Hybrid food is highly popular and have existed for years. Your most common foods are cross-bred. Cross-breeding is an ancient tradition not something that is recent and unfamiliar ground. Hybrid is different from GMO. Genetic Modification involves plant DNA being modified in the molecular structure to create a new gene. The new gene can become a plant designed to repel pests which Mosanto has successfully done for eample. Nothing compares to wild harvest foods.
How do you create hybrid food?
Hybrid food creation simply involves cross pollination. Another term is selective breeding. Now there is also controlled breeding. This results in seeds called "F1". You can cross a parent of a lemon and parent of a melon and create a new type of food. (I came across a "lemon drop melon" from Arizona last year) Often foods are crossed within the same species.
Flavors and sweetness is surely not missed in hybrid foods. Hybrid foods are high in starch and sugar. When consumed in large quantities hybrid food presents disadvantages. For instance, the liver and pancreas doesn't recognize hybrid sugar and it stimulates the growth of candida. Though hybrid food carry nutritional value it lacks the vital nutrition that is found in "wild" food that the major organs needs.
One way to tell if you have a hybrid seeds is through germination. Hybrid seeds can't grow in the nature, they can't make another generation. Seeds as we have known, are able to be picked out of the raw food and planted. Hybrid seeds grow the plant once and the seeds found are sterile. Many people, voice strong opposition toward F1 hybrid seeds. On Daughter of the Soil, I enjoy how Resbie F explains hybrid seeds in her blog post "Commercial F1 Hybrids".
When two dissimilar varieties are crossed, the result is a hybrid which will often be bigger, brighter, faster-growing or higher-yielding than either of its parents, which makes for a great selling point. But it’s a one-hit wonder. Subsequent generations don’t have the same vigour or uniformity, and the idea is that you don’t save seed from it, you just throw it away and buy some more. This is bad for the plants, bad for the garden and bad for you, but the seed companies make a packet out of it and gain increasing control of what we buy and grow. Read the Daughter of the Soil entire post here.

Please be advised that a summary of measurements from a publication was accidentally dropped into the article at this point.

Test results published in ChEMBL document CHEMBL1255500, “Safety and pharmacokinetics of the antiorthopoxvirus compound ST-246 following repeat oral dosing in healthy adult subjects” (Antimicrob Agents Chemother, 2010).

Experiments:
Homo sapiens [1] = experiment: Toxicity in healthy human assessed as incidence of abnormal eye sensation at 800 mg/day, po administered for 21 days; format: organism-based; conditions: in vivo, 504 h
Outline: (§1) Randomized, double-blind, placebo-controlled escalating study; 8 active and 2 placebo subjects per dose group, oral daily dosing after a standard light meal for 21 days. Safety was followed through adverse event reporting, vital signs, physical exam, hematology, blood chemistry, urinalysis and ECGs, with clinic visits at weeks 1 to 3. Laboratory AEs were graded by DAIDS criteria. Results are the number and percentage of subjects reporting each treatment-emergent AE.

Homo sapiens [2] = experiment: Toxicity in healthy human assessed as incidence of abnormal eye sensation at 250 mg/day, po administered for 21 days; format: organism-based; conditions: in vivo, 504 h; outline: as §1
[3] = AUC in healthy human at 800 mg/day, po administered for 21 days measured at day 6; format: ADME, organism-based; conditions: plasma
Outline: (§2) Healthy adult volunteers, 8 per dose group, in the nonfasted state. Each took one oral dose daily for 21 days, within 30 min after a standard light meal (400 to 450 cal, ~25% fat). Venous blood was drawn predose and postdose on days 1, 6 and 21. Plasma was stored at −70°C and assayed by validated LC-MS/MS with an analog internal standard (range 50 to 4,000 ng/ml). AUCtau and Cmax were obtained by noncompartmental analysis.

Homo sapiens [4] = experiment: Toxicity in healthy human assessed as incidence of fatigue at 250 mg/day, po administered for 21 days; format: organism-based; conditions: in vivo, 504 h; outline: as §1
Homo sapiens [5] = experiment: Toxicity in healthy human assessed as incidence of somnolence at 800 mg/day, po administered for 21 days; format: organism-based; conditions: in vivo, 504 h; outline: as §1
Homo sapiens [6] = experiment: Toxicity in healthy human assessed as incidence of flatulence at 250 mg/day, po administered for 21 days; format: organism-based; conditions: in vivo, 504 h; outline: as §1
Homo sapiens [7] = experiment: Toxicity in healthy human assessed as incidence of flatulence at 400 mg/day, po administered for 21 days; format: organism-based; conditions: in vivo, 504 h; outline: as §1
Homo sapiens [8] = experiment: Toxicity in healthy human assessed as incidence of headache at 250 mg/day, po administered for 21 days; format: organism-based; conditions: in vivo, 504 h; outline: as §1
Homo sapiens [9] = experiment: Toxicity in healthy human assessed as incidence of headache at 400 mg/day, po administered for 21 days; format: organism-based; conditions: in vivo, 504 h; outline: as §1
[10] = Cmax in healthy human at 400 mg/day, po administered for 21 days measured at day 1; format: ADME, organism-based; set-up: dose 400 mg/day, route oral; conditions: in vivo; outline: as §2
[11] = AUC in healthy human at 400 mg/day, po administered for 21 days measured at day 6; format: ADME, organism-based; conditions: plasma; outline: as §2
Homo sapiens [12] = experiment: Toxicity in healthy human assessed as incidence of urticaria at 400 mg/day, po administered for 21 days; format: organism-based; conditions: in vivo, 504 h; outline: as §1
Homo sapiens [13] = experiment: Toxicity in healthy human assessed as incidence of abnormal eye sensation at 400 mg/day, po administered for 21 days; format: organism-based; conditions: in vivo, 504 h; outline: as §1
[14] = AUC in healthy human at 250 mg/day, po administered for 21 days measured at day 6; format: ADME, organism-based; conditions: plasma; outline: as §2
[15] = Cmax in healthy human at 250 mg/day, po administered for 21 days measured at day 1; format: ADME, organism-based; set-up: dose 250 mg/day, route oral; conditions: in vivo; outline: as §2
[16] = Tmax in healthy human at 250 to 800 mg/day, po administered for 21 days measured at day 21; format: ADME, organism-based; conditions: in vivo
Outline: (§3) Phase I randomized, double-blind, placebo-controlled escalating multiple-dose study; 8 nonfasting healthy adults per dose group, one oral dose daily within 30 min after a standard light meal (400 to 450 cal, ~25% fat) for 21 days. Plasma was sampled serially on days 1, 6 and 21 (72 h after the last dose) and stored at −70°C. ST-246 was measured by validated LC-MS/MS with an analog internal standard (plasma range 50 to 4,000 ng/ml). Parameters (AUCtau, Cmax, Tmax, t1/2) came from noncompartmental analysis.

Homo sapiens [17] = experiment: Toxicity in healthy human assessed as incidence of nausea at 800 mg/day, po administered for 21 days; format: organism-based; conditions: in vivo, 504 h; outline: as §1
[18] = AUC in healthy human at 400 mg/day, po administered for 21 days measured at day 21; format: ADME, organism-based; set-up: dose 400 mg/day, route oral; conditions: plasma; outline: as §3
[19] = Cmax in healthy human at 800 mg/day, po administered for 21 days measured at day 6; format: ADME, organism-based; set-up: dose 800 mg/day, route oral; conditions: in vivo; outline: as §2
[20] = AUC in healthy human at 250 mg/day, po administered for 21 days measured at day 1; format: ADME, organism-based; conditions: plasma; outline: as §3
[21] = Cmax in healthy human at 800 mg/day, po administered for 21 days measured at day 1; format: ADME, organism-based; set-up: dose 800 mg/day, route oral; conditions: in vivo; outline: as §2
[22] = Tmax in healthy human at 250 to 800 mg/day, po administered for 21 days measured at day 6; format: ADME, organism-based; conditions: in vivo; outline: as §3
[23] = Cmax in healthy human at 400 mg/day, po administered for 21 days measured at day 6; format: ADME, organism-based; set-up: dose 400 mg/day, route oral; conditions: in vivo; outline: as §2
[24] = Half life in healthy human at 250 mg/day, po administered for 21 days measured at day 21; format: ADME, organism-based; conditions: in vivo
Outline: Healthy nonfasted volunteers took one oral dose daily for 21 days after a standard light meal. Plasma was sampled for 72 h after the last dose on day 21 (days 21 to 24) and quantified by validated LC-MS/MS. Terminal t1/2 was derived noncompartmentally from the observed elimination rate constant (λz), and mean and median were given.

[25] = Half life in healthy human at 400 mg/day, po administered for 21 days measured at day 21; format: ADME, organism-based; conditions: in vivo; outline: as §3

There are varities of hybrids, Myer lemons, apples (SweeTango, Honeycrisp), carrots, potatoes, wheat, corn and the list goes on. For example, peppermint, spearmint, Echinacea, St. John's Wort, Goldenseal are just a few hybrid herbs.
It is important to have nutritious food. Organic food is still the best because in being organic you're looking at the soil, fertilizers, pesticides and so forth. In the United States, GMO labels are NOT enforced on products. I encouraged people to start an indoor garden if possible growing heirloom and open-pollinated plants. Your organic garden begins with the seeds. Purchase items that are clearly labeled as NON-GMO. Limit your consumption of hybrid foods replacing them with organic options. Soak your grains and legumes. Increase your raw food consumption of leafy greens and avocados. Above all, learn as much as you can.
We have the responsibility to become knowledgeable.
We have the responsibility to take control of our nutrition.